When you think about income differences across the world, Africa is really depressing. It seems nothing is making a lasting impact in terms of policy for it to catch up with the others, and seeing how Asia managed to transform itself makes you wonder what is fundamentally wrong. While one may think this has to do with misguided policies, so much has been tried that something ought to have stuck. But no. One thing that helped Asia is that evolution in rice brought an agricultural revolution that freed human resources for manufacturing, so could such a revolution also happen in Africa?
Donald Larson, Keijiro Otsuka, Kei Kajisa, Jonna Estudillo and Aliou Diagne claim that several areas in Africa are suitable for rice, but local diets and tastes are too diverse for rice to have the success it had in Asia. The productivity of other crops needs to improve as well. So it does not look like there is a ready-made solution that will kick-start the agricultural revolution soon, despite some very localized successes.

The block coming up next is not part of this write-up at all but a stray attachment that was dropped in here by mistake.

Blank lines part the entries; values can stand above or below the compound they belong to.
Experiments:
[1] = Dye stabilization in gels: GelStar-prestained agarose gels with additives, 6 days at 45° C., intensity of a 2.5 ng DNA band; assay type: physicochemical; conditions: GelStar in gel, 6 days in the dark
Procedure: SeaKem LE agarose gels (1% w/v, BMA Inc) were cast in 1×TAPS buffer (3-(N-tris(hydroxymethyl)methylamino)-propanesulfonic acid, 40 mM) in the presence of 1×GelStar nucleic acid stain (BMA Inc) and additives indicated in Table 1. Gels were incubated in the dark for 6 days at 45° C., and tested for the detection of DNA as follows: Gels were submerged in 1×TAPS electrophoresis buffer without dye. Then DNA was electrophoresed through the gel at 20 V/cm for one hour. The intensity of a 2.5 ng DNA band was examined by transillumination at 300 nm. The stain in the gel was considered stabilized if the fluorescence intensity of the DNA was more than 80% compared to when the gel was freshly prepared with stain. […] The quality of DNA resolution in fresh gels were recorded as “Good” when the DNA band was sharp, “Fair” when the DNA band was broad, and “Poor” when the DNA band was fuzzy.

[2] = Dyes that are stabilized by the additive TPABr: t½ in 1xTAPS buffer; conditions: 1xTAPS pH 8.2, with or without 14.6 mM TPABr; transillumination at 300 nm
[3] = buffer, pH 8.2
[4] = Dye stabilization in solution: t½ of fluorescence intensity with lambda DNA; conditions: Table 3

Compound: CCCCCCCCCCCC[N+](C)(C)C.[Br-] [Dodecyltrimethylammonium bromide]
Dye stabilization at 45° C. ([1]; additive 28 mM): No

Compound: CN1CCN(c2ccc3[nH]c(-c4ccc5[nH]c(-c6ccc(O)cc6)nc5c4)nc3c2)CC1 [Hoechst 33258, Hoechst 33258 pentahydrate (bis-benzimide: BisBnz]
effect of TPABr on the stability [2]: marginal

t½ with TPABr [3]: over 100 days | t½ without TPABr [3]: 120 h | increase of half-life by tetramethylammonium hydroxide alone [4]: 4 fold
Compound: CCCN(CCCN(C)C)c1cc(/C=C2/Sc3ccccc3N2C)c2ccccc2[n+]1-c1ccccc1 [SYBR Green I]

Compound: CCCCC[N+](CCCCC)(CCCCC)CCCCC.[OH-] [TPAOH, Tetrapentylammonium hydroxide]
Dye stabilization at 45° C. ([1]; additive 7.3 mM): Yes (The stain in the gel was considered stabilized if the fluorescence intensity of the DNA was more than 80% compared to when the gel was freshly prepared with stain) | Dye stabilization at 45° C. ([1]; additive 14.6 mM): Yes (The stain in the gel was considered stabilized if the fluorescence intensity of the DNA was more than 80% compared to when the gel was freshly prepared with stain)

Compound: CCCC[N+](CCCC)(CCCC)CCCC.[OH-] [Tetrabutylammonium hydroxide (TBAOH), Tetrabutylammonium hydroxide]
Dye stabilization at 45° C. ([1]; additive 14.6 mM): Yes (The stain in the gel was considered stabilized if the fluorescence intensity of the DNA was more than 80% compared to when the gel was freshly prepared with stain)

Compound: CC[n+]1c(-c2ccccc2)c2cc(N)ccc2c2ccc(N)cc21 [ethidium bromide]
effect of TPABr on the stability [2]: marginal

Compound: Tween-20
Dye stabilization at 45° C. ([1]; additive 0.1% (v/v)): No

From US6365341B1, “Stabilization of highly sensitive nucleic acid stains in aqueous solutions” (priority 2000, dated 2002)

That said, why insist of improving agriculture on a continent that is visibly not appropriate for this? Much like telecommunications in Africa jumped over landlines directly to mobile telephony, why not bypass agricultural development straight to manufacturing? One argument against this is the large transportation costs that make local agriculture essential and manufacturing away from the ports unprofitable. But why insist on keeping the population on the countryside? Why not develop coastal cities and take advantage from returns to scale there, like Singapore and Hong Kong did, and